Monday, May 27, 2024

Pastor’s vision team was key to his church’s 15% growth during COVID

By Julia Duin | Hartford Institute for Religion Research

Chad McMullin speaking to his congregation/Contributed

If Chad McMullin had to list what made his church flourish instead of fade as a result of the COVID crisis, he’d list three things:

  1. He had a stand-out media team that was already streaming the service online when the disease hit.
  2. His church aggressively used Zoom, personal visits, specially crafted videos and even concerts to connect a community that felt abandoned and alone.
  3. Within a few months, a group of his most active members came up with a vision for post-Covid healing that centered on reflection, rest and connection with God. They followed it, and the community responded.

Today, a church that was averaging 260 attendees on a Sunday has risen 15% to 300 people attending in person with an equal amount listening online. The church budget jumped 20% and building expansion plans are on the table.

McMullin, 53, is pastor of First Christian Church in Sedalia, a town of 22,000 in central Missouri about 88 miles east of Kansas City. First Christian is part of the Disciples of Christ, a , mainline Protestant denomination headquartered in Indianapolis that has about 277,864 adherents.

The town’s roots date back to the 1860s, when Texas ranchers drove their longhorn cattle hundreds of miles north to the nearest rail head – which at the time was Sedalia – get their beef on an east-west line that would ship the cattle on stock cars to Chicago. First Christian was the town’s first congregation.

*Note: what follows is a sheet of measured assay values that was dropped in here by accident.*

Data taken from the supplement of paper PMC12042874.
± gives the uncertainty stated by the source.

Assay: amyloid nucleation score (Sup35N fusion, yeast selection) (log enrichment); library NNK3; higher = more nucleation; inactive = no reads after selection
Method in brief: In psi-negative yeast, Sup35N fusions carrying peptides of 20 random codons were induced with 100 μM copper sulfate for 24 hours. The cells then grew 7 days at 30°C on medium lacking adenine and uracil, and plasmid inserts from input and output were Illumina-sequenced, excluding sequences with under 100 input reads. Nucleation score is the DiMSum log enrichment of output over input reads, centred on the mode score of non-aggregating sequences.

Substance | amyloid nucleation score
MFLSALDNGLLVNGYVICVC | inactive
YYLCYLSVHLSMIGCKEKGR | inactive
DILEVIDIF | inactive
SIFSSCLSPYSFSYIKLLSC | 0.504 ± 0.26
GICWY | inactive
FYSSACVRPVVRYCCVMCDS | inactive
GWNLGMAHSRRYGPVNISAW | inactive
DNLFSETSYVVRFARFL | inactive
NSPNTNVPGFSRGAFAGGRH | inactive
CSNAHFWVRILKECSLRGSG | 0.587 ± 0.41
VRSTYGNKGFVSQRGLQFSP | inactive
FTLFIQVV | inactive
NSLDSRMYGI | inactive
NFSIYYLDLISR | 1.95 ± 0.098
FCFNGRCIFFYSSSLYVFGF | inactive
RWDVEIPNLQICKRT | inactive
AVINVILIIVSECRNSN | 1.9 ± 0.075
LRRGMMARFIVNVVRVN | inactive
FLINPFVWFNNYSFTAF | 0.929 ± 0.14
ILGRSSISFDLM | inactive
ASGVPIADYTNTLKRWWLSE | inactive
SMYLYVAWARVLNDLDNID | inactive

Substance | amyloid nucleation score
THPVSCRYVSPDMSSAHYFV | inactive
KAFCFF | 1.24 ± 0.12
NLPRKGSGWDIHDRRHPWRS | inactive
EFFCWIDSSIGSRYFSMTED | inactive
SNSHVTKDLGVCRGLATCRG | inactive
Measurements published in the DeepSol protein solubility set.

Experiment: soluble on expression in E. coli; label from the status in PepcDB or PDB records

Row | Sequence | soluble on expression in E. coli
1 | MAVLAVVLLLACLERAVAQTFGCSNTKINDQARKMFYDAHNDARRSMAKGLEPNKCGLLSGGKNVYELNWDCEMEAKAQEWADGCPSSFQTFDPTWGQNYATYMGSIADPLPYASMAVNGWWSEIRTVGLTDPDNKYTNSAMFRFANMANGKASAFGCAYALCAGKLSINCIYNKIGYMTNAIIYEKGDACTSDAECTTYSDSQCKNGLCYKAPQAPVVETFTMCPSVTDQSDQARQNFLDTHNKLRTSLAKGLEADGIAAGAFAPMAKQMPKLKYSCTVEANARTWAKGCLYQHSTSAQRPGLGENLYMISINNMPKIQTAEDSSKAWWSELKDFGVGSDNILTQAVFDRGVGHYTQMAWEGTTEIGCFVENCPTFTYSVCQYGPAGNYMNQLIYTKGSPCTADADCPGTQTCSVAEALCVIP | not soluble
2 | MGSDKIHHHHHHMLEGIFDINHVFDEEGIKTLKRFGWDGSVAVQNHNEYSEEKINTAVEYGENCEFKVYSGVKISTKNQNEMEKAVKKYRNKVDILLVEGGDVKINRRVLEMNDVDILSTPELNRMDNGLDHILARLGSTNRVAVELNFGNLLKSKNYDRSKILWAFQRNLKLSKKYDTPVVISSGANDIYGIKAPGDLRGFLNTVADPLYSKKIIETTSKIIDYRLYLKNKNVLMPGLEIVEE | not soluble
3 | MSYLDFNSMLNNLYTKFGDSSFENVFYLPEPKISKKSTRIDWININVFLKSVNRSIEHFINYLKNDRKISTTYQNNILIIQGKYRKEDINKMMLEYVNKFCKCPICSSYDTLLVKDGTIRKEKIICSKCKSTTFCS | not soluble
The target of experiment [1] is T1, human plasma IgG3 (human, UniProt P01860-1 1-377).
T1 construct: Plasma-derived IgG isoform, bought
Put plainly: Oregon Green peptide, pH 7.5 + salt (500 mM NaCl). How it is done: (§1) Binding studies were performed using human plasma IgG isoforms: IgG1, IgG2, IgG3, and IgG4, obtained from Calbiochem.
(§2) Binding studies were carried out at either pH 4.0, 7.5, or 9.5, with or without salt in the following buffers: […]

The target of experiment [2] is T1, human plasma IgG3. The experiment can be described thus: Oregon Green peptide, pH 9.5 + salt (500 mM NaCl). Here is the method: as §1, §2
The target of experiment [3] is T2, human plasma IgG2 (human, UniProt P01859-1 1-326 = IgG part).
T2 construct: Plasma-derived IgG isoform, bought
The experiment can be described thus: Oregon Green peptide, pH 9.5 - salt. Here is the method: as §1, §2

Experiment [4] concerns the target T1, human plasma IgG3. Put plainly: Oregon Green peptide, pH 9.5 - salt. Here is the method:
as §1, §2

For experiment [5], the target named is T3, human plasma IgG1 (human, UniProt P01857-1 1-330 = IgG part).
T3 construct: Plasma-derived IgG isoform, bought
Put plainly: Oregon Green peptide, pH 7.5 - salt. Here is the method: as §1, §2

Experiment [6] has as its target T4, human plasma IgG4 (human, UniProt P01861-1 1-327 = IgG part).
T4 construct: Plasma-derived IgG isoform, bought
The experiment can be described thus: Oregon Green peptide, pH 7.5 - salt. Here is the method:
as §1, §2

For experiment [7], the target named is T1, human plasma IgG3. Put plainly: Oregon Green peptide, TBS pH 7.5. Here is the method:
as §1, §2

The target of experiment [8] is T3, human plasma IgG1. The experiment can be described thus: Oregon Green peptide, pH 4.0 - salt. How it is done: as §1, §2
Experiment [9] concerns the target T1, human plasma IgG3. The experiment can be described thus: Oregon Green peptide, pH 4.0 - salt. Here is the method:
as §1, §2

McMullin, who stands 6 feet tall with silver/grey hair, a close-cropped goatee and mustache and black-rimmed glasses, arrived in town 13 years ago from the Dallas/Fort Worth area. The church was down to less than 150 people.

“The church was not in good shape when I got here,” he said. “It was a crisis scenario I came into. They were hemorrhaging members; morale was low, and they were in a bad place. I was in a place where I needed a new start and we seemed to be a good fit from the get-go.”

Over the years, he grew the congregation by more than half, so that by the beginning of 2020, some 260 people were attending on Sundays. Part of his strategy was steering clear of politics.